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Tuesday, April 16, 2024

Deceased Californians help advance the future of medicine

Since its establishment in 1968, the Body Donation Program at the UC Davis Medical Center has promoted the education of medical students and research.
“Of the bodies donated, about half go toward anatomical education and the other half go toward research,” said Charlotte Wacker, the director of the Body Donation Program.
Donated cadavers are used at the Medical Center, the Medical School, other UC institutions and for surgical development. On the UC Davis campus, the cadavers are used primarily for graduate classes in medical gross anatomy and graduate human anatomy, but are also used in undergraduate human anatomy.

Outside of the classroom, medical residents and advanced students use the cadavers to better hone their understanding of anatomy. Similarly, surgeons learn and practice new surgical techniques that help to save lives.

“A colleague once described not using cadavers to teach anatomy to be like teaching a mechanic how to fix a car without ever looking under the hood,” said Richard Tucker, a UC Davis professor and faculty advisor for the program. “Some medical schools have experimented in the past by using models and computer programs … and inevitably these schools have gone back to more traditional approaches.”
According to Tucker, the easiest and most intensive way to learn anatomy, medical procedures and the intricacies of the human body is to learn through interaction with a real one. This research and education can be essential for the elucidation of physiological interactions and how diseases affect the contained systems of the body.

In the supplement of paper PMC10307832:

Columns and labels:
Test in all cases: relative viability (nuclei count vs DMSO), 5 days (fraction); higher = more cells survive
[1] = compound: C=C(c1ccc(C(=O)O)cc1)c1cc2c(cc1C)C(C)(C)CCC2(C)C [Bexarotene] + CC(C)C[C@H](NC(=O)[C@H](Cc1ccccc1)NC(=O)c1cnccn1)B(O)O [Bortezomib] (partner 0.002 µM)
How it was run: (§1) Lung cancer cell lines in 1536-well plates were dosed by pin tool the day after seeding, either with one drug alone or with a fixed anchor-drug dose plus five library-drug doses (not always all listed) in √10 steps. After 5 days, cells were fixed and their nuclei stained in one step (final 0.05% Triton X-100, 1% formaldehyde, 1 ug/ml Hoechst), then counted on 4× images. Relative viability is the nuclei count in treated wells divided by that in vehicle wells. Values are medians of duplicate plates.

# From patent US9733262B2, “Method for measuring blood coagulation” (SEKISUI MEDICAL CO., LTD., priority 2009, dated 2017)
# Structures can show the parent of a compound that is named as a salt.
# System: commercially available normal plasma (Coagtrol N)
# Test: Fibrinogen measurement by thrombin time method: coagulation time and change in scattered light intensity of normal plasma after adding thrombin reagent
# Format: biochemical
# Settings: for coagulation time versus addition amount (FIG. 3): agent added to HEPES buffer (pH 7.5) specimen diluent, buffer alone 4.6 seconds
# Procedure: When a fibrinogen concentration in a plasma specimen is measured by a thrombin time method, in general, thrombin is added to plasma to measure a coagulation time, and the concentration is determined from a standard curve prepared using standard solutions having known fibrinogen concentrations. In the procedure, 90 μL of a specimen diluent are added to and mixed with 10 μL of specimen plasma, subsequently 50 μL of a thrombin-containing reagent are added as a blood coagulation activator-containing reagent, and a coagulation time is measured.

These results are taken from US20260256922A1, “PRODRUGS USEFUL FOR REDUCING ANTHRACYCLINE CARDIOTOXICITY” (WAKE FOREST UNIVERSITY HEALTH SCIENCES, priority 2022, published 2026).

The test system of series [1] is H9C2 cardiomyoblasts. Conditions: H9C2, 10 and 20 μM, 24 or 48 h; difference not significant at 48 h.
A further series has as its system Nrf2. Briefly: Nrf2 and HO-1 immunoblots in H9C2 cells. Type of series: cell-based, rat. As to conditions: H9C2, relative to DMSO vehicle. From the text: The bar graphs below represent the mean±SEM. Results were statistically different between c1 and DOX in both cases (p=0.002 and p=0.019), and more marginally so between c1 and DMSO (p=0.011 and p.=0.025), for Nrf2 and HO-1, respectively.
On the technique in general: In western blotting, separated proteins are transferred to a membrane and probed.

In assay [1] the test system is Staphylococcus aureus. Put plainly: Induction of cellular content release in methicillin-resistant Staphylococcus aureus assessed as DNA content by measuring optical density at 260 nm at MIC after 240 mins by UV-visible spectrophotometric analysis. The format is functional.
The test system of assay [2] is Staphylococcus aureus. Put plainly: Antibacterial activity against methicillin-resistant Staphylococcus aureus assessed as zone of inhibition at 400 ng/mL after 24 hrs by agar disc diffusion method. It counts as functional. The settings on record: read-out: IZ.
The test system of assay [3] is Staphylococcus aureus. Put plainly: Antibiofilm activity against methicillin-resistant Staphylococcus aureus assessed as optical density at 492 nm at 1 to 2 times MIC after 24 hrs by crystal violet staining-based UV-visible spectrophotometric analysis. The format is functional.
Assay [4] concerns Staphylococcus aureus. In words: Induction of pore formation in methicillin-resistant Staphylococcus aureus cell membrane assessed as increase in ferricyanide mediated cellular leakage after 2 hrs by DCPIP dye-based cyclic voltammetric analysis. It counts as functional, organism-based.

The ethics of human donations are included in the students’ education. Toward the beginning of the anatomy classes, students meet the donors’ family members at a memorial service. Due to this intimacy with the subject, students often regard these cadavers as their patient. However, discretion is taken and students do not actually learn the name of the donor.
“Proper care of the donors’ remains is emphasized in the course, though few students need much prompting to do this,” Tucker said .
Donations are registered and accepted from anyone over the age of 18 years old. It is also possible that someone with the power of attorney for the deceased may donate a body after death.
Because of paperwork issues, all donations to the program must come from within California, most of which come from the Sacramento area. However, the program will refer other donations to their nearest program.
Within the state, there are nine body donation programs. Five of these programs reside within University of California institutions.

“We average about 150 donations per year,” Wacker said. “Ten years ago the average was 100 donations per year. The UC programs average around 1200 donations per year total.”

With this increase in donations, about 8500 people have registered with the program. Roughly half of those registered have been donated already.

ALEX STANTON can be reached at science@theaggie.org.

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